- Material: Sardonyx Shell, 15k gold tested.
- Size: 2 6/8", only cameo is 2 2/8".
- Date and Origin: Circa 1880 Italy.
- Conditions: Mint. With accompanying paperwork stating that this is `La Marchesa D`Antin di Jean Marc Nattier", paperwork is written in Italian. After a painting of Jean Marc Nattier, Portrait of the Marquise d'Antin, 1738, now in the Jacquemart - Andre Museum, Paris, France.
Museum quality cameo of a rarest subject, never seen before now, depicting the Marquise D'Antin, Marie-Françoise-Renée de Carbonnel-Canisy which became after Countess FORCALQUIER. She had a brief relationship with the King Louis XV when he was sentimentally tied to Madame de Pompadour. It is said that she was one of most beautiful woman at the court of the king Louis XV. Her portrait, painted by Jean Marc Nattier, is in the Jacquemart-Andre Museum in Paris. The cameo is wonderfully carved and is very large, her face is very pretty, she is beautiful, her expression is so sweet and her facial features really lovely.
All the details, like the dress, the flowers on it, the parrot held by her, are magnificently made. Really a true rarest cameo with a gorgeous gold frame. Absolutely to be collected. Look at the original painting shown below and see how the carver tried to portray her following the original work. Everything is perfectly rendered. The stunning and heavy gold frame, simple but of a great effect, completes this cameo and makes it unique.
A fantastic cameos to not to be missed.
A bit of history:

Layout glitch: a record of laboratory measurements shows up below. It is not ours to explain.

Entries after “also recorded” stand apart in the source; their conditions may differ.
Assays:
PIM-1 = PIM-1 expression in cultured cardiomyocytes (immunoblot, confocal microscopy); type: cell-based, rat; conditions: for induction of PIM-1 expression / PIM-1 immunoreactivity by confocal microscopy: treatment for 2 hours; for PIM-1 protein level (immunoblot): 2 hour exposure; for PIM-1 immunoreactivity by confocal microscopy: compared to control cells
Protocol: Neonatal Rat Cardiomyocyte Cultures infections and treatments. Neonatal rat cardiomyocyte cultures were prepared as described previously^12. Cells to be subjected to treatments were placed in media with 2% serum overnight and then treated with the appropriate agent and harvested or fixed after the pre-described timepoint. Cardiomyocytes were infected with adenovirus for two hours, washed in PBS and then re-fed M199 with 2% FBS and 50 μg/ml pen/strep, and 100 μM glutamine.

Marie-François-Renèe de Forcalquier, daughter of Renè Anne-de Carbonnel, Earl of Canisy (1683 - 1728), belonging to the younger branch of Carbonnel Canisy and Eleanor Therese of Guestre Prèval (1685-1727), the little Marie-François-Renèe de Carbonnel Canisy was born in Paris on 9 April 1725. She was baptized seven months later November 14, 1725 in the Catholic faith. Third and youngest child and only daughter also of the family, Marie-Françoise had two older brothers: Claude Gabriel (d. 1721), Hervè Pierre-Charles (1724-1728). Marie-Françoise lost her parents when she was just a little girl, her mother died in 1727 while his father followed her in the grave a year later. After the death of her parents, the girl is greeted by her paternal grandmother, Charlotte Paluelle The Countess of Canisy that teachs her carefully how to become a lady of the Royal court. In 1735, when she is older than ten years, Marie-Françoise loses her grandmother, the Countess of Canisy, which took care of her since the death of her parents. Marie-Françoise, who is the only survivor of her family - having her two brothers died in childhood - becomes heiress of her paternal grandmother, Charlotte La Paluelle, last descendant of the canopies Paluelle, becoming lady and owner of Château La Paluelle. When she reached the age of twelve she married her first husband, April 11, 1737 (two days after her twelfth birthday) at Castle Paluelle, Antoine-François de Pardaillan of Gondrin, Marquis d'Antin (1709-1741) sixteen years older than her, he was the son of the Countess of Toulouse, Marie-Sophie-Victoire de Noailles (confidante of Louis XV for his first love affairs) and grandson of the famous Marquise de Montespan (mistress of King Louis XIV), Louis-Antoine, duc d'Antin, was his father. The couple will not have children. On April 24, 1741, Marie-Françoise d'Antin becomes a widow and childless, after only four years of marriage. The marquise is still a young woman (she is sixteen years old) of a great beauty and also cultured. Without waiting any longer she married her second husband in Paris March 6, 1742, on the eve of hes seventeen years, Louis Bufile Brancas, Marquis of Cereste, and also the Count of Forcalquier (1710-1753). From them was born a girl named Jane, November 23, 1743. This new relationship allows the Countess to enter into the court of Versailles. But the marriage of Louis and Marie-Françoise Bufile started to falter: the Countess of Forcalquier was immediately disappointed by her husband who was too jealous and violent toward her. On January 30, 1746, the only daughter of Madame de Forcalquier, Jeanne, died at age two, probably by an infantile disease. The beauty of the Countess of Forcalquier makes out by the king. The Duke of Luynes describes her like this in his memories: "You can not be more beautiful than Madame de Forcalquier, she is small but very well made, a beauty incarnate, a round face, big and beautiful eyes, and everything is made more beautiful by the facial expression ". Louis XV paid more and more attention to the Countess while maitresse-en-titre is Madame de Pompadour. The Countess of Forcalquier becomes his mistress for some time that the King neglects even the Marquise of Pompadour. February 3, 1753, the Count of Forcalquier dies. Madame de Forcalquier was probably glad to find herself free and widow and does not think to marry again. The Countess is an intelligent woman who frequents Parisians salons and befriends the Marquise du Deffand (Marie de Vichy-Champrond) and Madame de Forcalquier never become really friends. For more than forty years the two women had a frequentation and showed a great intimacy, but still they are basically strangers. Sometimes inconstancy, vanity, frivolity, in brief, the exquisitely feminine vocation Madame de Forcalquier, enjoy the marquise, most often annoy. Minet, Chat, Bellissima are the caressing and ironic nicknames running in the letters of Madame du Deffand. Madame de Forcalquier is fully absorbed by her role of beautiful fashionable woman, Madame du Deffand is now focused on her intellectual prestige. "The Countess of Forcalquier was certainly recognized universally for her beauty, as we can see from the magnificent portrait made by Nattier. One day, during a Mass at Versailles, she did the begging and approached a wealthy financier, he said dryly, "I have nothing ", then the beautiful countess handed him the money from the begging replying "Then take it, sir, because it is for the poor ... I beg." Even though the Countess seems to be a good person she is also able to maneuver skillfully in the intrigues of the court and to be close to the royal favor and favorites of the king. Following the death of King Louis XV, Madame de Forcalquier no longer find her place in the new Versailles of Marie Antoinette. One day she discussed with the Prince of Montbarrey, then Louis XVI asked the Prince who was that woman that he did not know. The story was reported and Madame de Forcalquier realized it was time for her to leave the court. During the Revolution, she was imprisoned at the Oiseaux from April 13 to October 7, 1794. Françoise Marie-Renèe de Carbonnel Canisy, Marquise d'Antin and Countess of Forcalquier died in 1796, aged seventy-one years.